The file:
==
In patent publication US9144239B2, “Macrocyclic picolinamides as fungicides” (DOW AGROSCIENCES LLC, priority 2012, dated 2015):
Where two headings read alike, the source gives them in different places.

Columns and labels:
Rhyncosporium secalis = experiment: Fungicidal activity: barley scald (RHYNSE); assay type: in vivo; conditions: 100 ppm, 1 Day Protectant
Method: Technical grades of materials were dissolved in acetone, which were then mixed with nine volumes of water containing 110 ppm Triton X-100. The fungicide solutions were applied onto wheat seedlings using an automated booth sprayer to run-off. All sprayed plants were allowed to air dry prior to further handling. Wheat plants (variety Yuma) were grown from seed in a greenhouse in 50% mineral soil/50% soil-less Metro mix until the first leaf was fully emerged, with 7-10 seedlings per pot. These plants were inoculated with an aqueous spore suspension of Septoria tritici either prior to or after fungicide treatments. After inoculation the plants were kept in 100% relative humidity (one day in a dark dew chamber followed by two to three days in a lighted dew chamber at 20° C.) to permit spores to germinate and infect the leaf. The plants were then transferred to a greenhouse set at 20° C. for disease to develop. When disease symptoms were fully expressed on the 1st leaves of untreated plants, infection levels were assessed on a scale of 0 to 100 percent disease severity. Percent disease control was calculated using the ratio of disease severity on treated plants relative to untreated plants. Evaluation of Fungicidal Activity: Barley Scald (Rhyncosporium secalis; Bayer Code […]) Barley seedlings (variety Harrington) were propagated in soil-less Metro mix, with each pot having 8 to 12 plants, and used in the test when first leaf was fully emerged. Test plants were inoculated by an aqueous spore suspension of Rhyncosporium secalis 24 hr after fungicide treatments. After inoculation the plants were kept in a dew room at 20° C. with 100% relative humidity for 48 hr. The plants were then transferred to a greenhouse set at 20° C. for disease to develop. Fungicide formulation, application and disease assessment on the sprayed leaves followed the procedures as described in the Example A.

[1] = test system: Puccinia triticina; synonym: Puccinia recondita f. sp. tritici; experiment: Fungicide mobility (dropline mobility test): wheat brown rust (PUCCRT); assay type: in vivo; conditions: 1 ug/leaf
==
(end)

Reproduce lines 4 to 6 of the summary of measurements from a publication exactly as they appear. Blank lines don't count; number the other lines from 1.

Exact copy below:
Rhyncosporium secalis = experiment: Fungicidal activity: barley scald (RHYNSE); assay type: in vivo; conditions: 100 ppm, 1 Day Protectant
Method: Technical grades of materials were dissolved in acetone, which were then mixed with nine volumes of water containing 110 ppm Triton X-100. The fungicide solutions were applied onto wheat seedlings using an automated booth sprayer to run-off. All sprayed plants were allowed to air dry prior to further handling. Wheat plants (variety Yuma) were grown from seed in a greenhouse in 50% mineral soil/50% soil-less Metro mix until the first leaf was fully emerged, with 7-10 seedlings per pot. These plants were inoculated with an aqueous spore suspension of Septoria tritici either prior to or after fungicide treatments. After inoculation the plants were kept in 100% relative humidity (one day in a dark dew chamber followed by two to three days in a lighted dew chamber at 20° C.) to permit spores to germinate and infect the leaf. The plants were then transferred to a greenhouse set at 20° C. for disease to develop. When disease symptoms were fully expressed on the 1st leaves of untreated plants, infection levels were assessed on a scale of 0 to 100 percent disease severity. Percent disease control was calculated using the ratio of disease severity on treated plants relative to untreated plants. Evaluation of Fungicidal Activity: Barley Scald (Rhyncosporium secalis; Bayer Code […]) Barley seedlings (variety Harrington) were propagated in soil-less Metro mix, with each pot having 8 to 12 plants, and used in the test when first leaf was fully emerged. Test plants were inoculated by an aqueous spore suspension of Rhyncosporium secalis 24 hr after fungicide treatments. After inoculation the plants were kept in a dew room at 20° C. with 100% relative humidity for 48 hr. The plants were then transferred to a greenhouse set at 20° C. for disease to develop. Fungicide formulation, application and disease assessment on the sprayed leaves followed the procedures as described in the Example A.

[1] = test system: Puccinia triticina; synonym: Puccinia recondita f. sp. tritici; experiment: Fungicide mobility (dropline mobility test): wheat brown rust (PUCCRT); assay type: in vivo; conditions: 1 ug/leaf